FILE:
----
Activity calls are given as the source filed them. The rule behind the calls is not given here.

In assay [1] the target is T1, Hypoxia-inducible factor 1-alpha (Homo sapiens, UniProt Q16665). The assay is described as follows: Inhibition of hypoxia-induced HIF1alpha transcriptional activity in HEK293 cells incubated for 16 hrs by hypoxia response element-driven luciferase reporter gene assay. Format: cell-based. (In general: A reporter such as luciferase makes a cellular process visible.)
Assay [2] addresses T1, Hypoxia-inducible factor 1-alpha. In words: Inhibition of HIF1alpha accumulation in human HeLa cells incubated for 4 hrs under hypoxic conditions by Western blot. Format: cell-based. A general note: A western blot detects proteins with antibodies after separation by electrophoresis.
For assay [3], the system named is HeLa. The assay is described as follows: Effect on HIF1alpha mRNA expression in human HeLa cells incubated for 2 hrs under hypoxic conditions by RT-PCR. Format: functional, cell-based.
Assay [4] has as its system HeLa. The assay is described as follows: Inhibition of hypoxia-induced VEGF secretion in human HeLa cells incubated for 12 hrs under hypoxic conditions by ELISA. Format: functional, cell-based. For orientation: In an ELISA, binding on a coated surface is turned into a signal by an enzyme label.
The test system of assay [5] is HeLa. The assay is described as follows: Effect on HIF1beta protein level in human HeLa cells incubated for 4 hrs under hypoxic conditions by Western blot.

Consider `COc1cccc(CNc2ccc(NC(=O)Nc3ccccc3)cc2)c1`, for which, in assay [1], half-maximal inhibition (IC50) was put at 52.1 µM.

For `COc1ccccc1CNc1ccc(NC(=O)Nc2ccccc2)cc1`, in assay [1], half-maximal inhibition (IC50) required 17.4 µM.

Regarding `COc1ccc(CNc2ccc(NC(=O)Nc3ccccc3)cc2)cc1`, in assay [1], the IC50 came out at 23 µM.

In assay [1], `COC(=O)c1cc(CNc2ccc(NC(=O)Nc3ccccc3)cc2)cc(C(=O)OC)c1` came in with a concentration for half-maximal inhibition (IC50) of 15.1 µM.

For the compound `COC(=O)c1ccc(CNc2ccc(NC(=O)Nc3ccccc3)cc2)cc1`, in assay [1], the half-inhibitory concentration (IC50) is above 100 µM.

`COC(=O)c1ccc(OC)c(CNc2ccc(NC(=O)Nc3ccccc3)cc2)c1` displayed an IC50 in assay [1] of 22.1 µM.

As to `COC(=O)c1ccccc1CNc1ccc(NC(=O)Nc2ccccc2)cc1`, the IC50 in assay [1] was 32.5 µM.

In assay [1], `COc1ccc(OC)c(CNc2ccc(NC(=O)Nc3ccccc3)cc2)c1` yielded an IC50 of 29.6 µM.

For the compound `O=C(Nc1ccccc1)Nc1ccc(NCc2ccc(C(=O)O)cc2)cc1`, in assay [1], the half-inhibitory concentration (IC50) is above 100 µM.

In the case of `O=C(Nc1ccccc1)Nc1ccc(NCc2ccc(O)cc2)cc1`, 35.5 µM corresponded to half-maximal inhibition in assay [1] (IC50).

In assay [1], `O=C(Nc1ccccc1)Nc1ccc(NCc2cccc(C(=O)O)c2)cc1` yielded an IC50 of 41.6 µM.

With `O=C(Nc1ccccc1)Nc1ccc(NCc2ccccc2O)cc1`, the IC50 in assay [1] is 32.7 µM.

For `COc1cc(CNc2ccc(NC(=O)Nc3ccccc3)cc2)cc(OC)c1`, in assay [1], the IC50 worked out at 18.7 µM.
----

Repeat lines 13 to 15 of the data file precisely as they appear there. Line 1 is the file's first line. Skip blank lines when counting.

As to `COC(=O)c1ccccc1CNc1ccc(NC(=O)Nc2ccccc2)cc1`, the IC50 in assay [1] was 32.5 µM.

In assay [1], `COc1ccc(OC)c(CNc2ccc(NC(=O)Nc3ccccc3)cc2)c1` yielded an IC50 of 29.6 µM.

For the compound `O=C(Nc1ccccc1)Nc1ccc(NCc2ccc(C(=O)O)cc2)cc1`, in assay [1], the half-inhibitory concentration (IC50) is above 100 µM.